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Yesterday I saw this sentence in some test without any context: I ... (see) him a few days before he ... (leave). My answer was "I'd seen him a few days before he left", but it was wrong. Right answer was "I saw him a few days before he left". I understand that the second answer is also correct, but I don't think I'm wrong, or am I?

  • If you want to use perfect tenses, you should be able to state why. Otherwise, it may be best not to use them (from a learners perspective anyway). – user3169 Nov 1 '18 at 23:49
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I saw him a few days before he left.

In this example without additional context, it is understood that you "saw him" on one occasion, a few days ago. Therefore, past tense is sufficient.

I had seen him a few times before he left.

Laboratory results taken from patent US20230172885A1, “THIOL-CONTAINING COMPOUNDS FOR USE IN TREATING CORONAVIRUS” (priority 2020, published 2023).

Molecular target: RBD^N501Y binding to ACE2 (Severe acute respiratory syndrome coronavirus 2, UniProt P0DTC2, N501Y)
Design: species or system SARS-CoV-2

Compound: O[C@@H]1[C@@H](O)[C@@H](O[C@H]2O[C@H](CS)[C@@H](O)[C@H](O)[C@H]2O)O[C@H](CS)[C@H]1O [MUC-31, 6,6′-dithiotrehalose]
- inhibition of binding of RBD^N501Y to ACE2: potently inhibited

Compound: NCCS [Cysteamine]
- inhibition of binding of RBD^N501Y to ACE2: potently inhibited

Here past perfect is OK because you "saw him" over a period of time in the past.

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The PAST PERFECT TENSE indicates that an action was completed at some point in the past before something else happened.

For example : "The patient had died before the doctor came", let's understand this using a practical example, let's say the patient died at 5 PM then the doctor would have come after 5 PM.

So in your example if you say " I had seen him a few days before he left", this means that you saw him before he even left which is incorrect, that's why the correct answer was "I saw him a few days before he left".

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